The Veil War

"and then I was like, 'Holy crap, goblins!'"

Month: December, 2011

And now, Part Seven

It’s Veil War Thursday, and that means that you have another 2000 words of pure, sweet adrenaline.

The goblins charged up the hill, some still carrying banners despite Evans’ best efforts. They were dropping faster now, his men steady and increasingly accurate as the range closed. A thousand monsters from hell charged up the hill and they knelt and fired. He throat tightened as he watched these Marines, his men, perform like nothing he’d ever seen.

Read, enjoy. And since I’m giving you this for free, all I ask is that you tell your friends. Link the Veil War in a status update on Facebook or Google+. Mention it on your blog. Tweet it.

There are even buttons at the bottom of every page here. They have mysterious and arcane names like “StumbleUpon” and “Reddit” and such. I presume that they won’t destroy the world if you click them. And you know what? I think it’s worth the risk.


Our Lady of the Blessed Internets, don’t fail me now…

Consider that Tom Clancy wrote Hunt for Red October before the internet. What an astounding feat. Aside from creating and for a time completely owning a new sub-genre of fiction – the technothriller – think of how he got hold of all the information that he crammed into that book – the verisimilitude he was able to create despite the fact that he was an insurance salesman who had never served in the navy.  He accomplished that feet without once using a computer. Not once! He flipped through the pages of actual books, books he had to leave his house and drive to go see.

While I do not need to do research to come up with the goblins and magic weapons in the Veil War, I do have need occasionally to get details on military technology, or other aspects of the story. What’s the range and actual military name of a light mortar? One step away. What does it sound like when it’s fired? Thank you, YouTube. What’s the terrain like near Rafha, Saudi Arabia? Google Earth can show me. (I should probably dedicate the novel to Google and the Internet instead of my mom.)

I can barely get my head around just how much more difficult it would be without the internets, and I’m not eight years old like my son who quite literally cannot imagine a world without iPads, the Internet and Google.

The funny thing when you start getting deep into the research is the odd places you find gaps. For example, the video feeds from unmanned drones goes somewhere, obviously. But where? What is the actual device that allows soldiers to view the camera images? Wikipedia’s page on the predator doesn’t say. Happily, a Facebook friend of the Veil War set me straight and gave me lots of useful info besides.

If you can believe it, I was actually somewhat conflicted about setting up this website before the story was complete. I worried that it might interfere with my ability to sell the novel. I worried that I wouldn’t get traffic. I worried, in a hazy and non-specific manner that would have made my grandmother proud. Jackass!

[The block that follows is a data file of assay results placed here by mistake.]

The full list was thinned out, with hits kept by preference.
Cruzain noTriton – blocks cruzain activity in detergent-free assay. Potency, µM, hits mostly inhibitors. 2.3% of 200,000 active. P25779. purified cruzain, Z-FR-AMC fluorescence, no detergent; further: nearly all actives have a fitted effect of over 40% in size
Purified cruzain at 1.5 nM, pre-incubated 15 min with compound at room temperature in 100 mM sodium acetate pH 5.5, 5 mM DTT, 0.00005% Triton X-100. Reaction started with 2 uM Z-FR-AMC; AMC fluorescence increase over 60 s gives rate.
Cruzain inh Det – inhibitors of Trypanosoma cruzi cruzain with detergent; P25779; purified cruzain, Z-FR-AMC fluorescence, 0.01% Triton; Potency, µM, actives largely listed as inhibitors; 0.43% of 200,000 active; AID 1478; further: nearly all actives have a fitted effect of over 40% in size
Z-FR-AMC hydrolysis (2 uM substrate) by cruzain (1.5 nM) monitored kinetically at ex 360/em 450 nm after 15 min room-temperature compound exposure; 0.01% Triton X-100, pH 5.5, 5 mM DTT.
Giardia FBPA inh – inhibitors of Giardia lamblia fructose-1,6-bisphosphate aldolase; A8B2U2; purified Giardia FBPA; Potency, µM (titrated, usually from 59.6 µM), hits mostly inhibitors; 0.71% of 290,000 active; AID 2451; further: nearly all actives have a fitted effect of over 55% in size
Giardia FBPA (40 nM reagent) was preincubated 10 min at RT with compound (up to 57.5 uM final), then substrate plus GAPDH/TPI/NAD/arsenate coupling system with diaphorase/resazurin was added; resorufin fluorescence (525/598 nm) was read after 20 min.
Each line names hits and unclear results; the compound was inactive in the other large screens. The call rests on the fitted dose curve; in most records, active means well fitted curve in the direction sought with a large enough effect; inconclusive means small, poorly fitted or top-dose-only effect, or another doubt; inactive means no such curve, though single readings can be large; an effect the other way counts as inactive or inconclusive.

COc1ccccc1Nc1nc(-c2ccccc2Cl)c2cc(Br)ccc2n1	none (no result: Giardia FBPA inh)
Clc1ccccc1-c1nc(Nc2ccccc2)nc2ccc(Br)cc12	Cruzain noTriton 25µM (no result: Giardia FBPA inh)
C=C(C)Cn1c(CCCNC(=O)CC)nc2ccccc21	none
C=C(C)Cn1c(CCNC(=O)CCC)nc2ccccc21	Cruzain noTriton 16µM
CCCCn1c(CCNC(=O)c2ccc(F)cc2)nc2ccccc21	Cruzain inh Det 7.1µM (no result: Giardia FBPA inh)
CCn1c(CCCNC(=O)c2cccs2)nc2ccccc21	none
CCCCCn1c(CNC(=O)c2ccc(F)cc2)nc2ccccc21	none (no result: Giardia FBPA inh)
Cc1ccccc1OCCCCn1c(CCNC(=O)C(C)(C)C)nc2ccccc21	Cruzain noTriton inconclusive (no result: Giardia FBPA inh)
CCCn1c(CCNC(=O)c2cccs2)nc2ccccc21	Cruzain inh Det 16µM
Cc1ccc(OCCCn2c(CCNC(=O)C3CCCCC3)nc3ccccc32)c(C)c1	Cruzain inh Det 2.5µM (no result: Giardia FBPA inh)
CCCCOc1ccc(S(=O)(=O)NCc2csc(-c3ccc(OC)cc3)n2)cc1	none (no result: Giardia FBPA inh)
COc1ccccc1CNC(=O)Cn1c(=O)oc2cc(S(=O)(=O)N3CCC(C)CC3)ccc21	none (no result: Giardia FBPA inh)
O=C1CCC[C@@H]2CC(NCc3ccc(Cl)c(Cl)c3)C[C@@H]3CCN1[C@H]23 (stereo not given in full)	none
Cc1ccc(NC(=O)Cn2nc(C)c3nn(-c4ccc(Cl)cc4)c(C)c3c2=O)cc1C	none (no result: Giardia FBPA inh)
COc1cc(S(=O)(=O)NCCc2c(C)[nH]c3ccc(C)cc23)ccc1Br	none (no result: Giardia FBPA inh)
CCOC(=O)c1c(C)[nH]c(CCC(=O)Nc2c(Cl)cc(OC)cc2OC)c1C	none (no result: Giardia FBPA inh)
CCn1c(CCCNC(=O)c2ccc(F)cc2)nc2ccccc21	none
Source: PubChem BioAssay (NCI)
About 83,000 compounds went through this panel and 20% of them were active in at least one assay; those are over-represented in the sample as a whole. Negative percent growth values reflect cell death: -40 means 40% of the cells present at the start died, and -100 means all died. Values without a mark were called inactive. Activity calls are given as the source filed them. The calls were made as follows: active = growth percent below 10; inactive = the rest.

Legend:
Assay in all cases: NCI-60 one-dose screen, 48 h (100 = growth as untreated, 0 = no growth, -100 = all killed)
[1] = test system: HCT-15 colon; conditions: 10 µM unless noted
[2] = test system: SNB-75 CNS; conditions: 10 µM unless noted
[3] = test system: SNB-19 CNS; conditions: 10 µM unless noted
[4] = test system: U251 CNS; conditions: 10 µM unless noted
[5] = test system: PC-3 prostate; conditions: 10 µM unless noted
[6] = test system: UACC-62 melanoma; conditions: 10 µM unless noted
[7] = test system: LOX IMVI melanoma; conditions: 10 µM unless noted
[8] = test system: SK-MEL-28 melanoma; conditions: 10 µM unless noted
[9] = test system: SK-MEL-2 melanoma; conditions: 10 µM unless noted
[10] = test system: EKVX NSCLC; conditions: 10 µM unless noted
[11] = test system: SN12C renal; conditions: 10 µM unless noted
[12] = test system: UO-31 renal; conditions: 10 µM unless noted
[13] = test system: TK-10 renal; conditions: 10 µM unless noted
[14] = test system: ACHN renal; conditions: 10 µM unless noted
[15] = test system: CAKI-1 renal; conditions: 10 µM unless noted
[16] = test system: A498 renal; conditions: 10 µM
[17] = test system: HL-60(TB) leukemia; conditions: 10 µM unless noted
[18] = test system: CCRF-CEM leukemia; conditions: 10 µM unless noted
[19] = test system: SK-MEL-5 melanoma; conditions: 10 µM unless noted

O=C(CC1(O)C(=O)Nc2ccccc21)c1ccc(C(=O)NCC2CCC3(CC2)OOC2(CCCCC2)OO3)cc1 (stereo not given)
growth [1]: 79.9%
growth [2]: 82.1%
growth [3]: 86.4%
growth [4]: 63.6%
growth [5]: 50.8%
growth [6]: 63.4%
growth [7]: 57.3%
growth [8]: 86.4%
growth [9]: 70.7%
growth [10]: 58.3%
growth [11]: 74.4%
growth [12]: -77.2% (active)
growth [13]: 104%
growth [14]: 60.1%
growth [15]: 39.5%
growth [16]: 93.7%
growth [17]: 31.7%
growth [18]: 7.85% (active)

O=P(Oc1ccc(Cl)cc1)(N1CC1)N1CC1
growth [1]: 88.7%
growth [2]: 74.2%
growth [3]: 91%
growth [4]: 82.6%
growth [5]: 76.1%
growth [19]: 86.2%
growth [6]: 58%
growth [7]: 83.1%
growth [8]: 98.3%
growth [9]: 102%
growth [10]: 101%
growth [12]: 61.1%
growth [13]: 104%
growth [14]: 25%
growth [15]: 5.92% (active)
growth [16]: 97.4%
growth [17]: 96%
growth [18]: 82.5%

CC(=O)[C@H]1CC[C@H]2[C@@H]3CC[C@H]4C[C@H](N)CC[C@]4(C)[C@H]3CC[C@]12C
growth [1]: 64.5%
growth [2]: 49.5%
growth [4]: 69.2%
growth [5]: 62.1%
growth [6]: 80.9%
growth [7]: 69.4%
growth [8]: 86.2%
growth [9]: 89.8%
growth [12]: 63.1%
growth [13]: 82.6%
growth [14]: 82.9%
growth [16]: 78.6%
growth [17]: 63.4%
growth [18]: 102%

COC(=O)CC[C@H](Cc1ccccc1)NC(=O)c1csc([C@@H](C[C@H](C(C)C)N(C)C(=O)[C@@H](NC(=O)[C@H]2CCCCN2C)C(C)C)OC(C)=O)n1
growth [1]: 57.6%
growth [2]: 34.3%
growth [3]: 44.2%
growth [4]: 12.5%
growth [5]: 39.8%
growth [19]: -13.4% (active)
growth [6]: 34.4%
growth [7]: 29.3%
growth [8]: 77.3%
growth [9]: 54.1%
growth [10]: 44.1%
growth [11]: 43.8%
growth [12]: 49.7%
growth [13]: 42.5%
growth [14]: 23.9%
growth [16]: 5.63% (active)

Turned out, I couldn’t have made a better choice. I shudder, now, to think of the things that wouldn’t have happened – like the getting the info on the drones, like getting the dope on blast trauma. Like meeting fellow authors stuffed to the gills full of sage advice on publishing that they are clearly just bursting to share. Like typo and error detection in the text. Encouragement, and the hypnotizing trance-like state induced by repeatedly clicking refresh on the stats page.

I swear to God, you lot are kind of creepy, volunteering obscure and arcane knowledge just exactly when I need it. I mean really, how would you know that I need information on US government plans for coping with mass casualty events anyway? Information that would have taken me months to accumulate by painful reading and thinking and sorting you just drop into my lap. Eerie, I tell you. Eerie.

Give it a name

Scalzi has a post that gives a name to the point I raised earlier about the uncanny valley in storytelling.

When my daughter was much younger, my wife was reading to her from a picture book about a snowman who came to life and befriended a young boy, and on each page they would do a particular activity: build a snow fort, slide down a hill, enjoy a bowl of soup and so on. The last three pages had the snowman walking, then running, and then flying. At which point my wife got an unhappy look on her face and said ‘A flying snowman? That’s just ridiculous!’

To which I said: ‘So you can accept a snowman eating hot soup, but not flying?’ Because, you know, if you can accept the former (not to mention the entire initial premise of a snowman coming to life), I’m not sure how the snowman flying became qualitatively more ridiculous.

‘The Flying Snowman Problem’ works as well as a label for the issue as anything, and better than most. Consider it named.

Interstellar snail mail

An update to our earlier post on the Fermi Paradox:

Charlie Stross offers some of his own thoughts about the issue.

Tanenbaum’s Law (attributed to Professor Andrew S. Tanenbaum) is flippantly expressed as, “Never underestimate the bandwidth of a station wagon full of tapes hurtling down the highway”. It’s a profound insight into the state of networking technology: our ability to move bits from a to b is very tightly constrained in comparison with our ability to move atoms, because we have lots of atoms and they take relatively little energy to set in motion.

Read the whole thing. Some of the comments are quite interesting as well:

Remembering how paranoid some of the denizens are here, can I point out the beautiful absurdity of message missiles and message laser?

“No, you idiot, I wasn’t trying to bomb your planet, I was trying to send you a copy of the Encyclopedia Galatica with instructions for planetary peace and interplanetary governance. It wasn’t supposed to take out your space station. Really. Now turn off that terawatt message laser please, before it fries our launch facility so that we can try again? Okay?”